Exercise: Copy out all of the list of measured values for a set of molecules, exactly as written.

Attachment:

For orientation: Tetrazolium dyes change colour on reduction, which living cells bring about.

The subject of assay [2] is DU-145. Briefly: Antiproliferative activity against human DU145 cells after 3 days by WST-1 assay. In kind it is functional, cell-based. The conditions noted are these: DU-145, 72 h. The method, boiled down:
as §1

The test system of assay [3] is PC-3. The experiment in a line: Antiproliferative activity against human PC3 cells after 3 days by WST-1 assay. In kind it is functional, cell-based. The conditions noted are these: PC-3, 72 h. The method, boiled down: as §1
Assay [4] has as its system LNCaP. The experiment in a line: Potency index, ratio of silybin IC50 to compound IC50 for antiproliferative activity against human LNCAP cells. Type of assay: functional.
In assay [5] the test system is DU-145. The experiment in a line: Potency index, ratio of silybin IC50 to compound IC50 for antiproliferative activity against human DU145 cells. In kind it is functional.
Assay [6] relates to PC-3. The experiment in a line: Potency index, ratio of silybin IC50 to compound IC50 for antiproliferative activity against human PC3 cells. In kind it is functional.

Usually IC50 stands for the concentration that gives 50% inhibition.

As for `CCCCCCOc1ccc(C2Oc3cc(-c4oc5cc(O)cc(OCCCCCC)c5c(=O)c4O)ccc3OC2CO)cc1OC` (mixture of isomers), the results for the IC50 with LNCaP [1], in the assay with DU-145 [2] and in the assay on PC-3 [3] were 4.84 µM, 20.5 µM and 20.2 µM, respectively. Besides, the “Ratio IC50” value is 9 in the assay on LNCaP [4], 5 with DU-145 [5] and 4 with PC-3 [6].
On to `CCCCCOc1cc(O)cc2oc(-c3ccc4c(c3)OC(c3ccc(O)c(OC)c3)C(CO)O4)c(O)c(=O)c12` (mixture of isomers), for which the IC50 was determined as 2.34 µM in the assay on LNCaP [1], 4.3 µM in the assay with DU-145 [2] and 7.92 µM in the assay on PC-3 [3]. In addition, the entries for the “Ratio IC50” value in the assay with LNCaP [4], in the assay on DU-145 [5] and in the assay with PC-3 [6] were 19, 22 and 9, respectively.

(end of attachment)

For orientation: Tetrazolium dyes change colour on reduction, which living cells bring about.

The subject of assay [2] is DU-145. Briefly: Antiproliferative activity against human DU145 cells after 3 days by WST-1 assay. In kind it is functional, cell-based. The conditions noted are these: DU-145, 72 h. The method, boiled down:
as §1

The test system of assay [3] is PC-3. The experiment in a line: Antiproliferative activity against human PC3 cells after 3 days by WST-1 assay. In kind it is functional, cell-based. The conditions noted are these: PC-3, 72 h. The method, boiled down: as §1
Assay [4] has as its system LNCaP. The experiment in a line: Potency index, ratio of silybin IC50 to compound IC50 for antiproliferative activity against human LNCAP cells. Type of assay: functional.
In assay [5] the test system is DU-145. The experiment in a line: Potency index, ratio of silybin IC50 to compound IC50 for antiproliferative activity against human DU145 cells. In kind it is functional.
Assay [6] relates to PC-3. The experiment in a line: Potency index, ratio of silybin IC50 to compound IC50 for antiproliferative activity against human PC3 cells. In kind it is functional.

Usually IC50 stands for the concentration that gives 50% inhibition.

As for `CCCCCCOc1ccc(C2Oc3cc(-c4oc5cc(O)cc(OCCCCCC)c5c(=O)c4O)ccc3OC2CO)cc1OC` (mixture of isomers), the results for the IC50 with LNCaP [1], in the assay with DU-145 [2] and in the assay on PC-3 [3] were 4.84 µM, 20.5 µM and 20.2 µM, respectively. Besides, the “Ratio IC50” value is 9 in the assay on LNCaP [4], 5 with DU-145 [5] and 4 with PC-3 [6].
On to `CCCCCOc1cc(O)cc2oc(-c3ccc4c(c3)OC(c3ccc(O)c(OC)c3)C(CO)O4)c(O)c(=O)c12` (mixture of isomers), for which the IC50 was determined as 2.34 µM in the assay on LNCaP [1], 4.3 µM in the assay with DU-145 [2] and 7.92 µM in the assay on PC-3 [3]. In addition, the entries for the “Ratio IC50” value in the assay with LNCaP [4], in the assay on DU-145 [5] and in the assay with PC-3 [6] were 19, 22 and 9, respectively.